Phil is clear headed, and we have railings

Phil is back to himself today after a few days of pain medication and then hallucinations from withdrawal. They are now keeping him until the Coomaden blood thinner (sp) is at theraputic levels. Then they will let him go home.

Today is a damp, cold day with highs in the thirties. What a contrast from yesterdays seventies. I am glad the Cody family had a good day to put on our ralings and new mail box on the front steps. We had one raling until last year when the wind buffeted it with the door and destroy it. The mail box is bigger than our other one and is now at the bottom of the stairs. Phil and Dwight shopped for them right before the swelling in Phil’s arm got so bad that he went to the hospital Sunday night. Phil hoped to be home to help with the railings, but he’s excited to see them. People who have seen them tell me they look sharp.

Friday I had friends over for the day, and it just felt so good to have other people in the house. I don’t mind being alone during the day, because I’m used to it, but hate being alone at night. We had pizza, and it was fun to introduce people who didn’t know each other. The three of us had a very good time and plan to get together again this Friday. I also learned how to pplay Roll It (Iphone’s accessible yahtzee game) using two Iphones and blue tooth. I can’t quite get the hang of trying to connect with friends on the net, but that will come. Phil and I will be able to play yahtzee while he’s at dialysis, which is something we’ve both wanted.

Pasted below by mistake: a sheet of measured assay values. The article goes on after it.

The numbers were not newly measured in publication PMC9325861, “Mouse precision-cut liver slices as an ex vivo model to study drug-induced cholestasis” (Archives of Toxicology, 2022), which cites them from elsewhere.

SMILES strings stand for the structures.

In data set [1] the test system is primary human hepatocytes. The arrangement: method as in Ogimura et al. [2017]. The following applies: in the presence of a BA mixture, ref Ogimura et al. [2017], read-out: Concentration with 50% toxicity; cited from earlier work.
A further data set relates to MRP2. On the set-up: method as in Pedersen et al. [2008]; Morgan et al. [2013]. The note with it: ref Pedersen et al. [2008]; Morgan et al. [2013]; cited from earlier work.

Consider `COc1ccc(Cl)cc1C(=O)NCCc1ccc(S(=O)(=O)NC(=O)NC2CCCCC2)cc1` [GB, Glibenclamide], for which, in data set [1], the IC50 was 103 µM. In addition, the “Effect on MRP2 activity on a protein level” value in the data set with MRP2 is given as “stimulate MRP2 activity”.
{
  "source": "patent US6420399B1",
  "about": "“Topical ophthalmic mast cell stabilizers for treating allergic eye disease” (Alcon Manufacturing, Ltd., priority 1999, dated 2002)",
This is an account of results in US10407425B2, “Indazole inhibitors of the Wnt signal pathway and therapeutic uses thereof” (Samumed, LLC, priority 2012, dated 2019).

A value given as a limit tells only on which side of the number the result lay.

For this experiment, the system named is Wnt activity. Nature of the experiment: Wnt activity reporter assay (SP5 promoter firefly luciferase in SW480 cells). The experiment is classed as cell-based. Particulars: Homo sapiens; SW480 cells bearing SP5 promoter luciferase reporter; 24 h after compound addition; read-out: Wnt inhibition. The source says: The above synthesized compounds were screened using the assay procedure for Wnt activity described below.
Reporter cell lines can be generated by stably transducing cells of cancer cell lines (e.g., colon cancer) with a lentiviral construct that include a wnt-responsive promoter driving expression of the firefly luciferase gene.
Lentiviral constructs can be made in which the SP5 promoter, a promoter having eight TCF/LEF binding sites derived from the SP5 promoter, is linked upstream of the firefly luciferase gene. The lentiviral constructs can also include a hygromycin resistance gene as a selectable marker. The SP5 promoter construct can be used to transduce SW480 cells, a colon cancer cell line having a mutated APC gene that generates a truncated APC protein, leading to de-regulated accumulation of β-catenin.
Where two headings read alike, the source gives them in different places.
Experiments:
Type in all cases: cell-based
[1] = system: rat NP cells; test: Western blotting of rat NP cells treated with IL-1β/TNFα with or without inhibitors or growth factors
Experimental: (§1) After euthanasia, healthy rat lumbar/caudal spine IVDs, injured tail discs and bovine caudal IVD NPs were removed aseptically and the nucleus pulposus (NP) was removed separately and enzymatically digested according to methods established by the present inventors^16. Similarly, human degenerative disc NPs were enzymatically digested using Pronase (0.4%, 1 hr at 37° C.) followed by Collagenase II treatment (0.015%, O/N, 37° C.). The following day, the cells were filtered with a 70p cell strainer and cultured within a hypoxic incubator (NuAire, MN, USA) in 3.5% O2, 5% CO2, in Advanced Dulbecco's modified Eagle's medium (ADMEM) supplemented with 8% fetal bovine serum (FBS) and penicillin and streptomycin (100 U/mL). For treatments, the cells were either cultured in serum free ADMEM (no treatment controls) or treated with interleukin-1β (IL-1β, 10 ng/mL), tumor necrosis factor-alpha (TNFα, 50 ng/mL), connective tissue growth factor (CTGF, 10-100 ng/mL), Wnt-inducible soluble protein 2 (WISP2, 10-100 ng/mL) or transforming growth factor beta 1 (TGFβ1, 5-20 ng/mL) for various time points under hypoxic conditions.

I played for church last night and this morning, so it’s time to get my pre-malt shop nap, and what a great day for it!.

good News: a Blessing in Disguise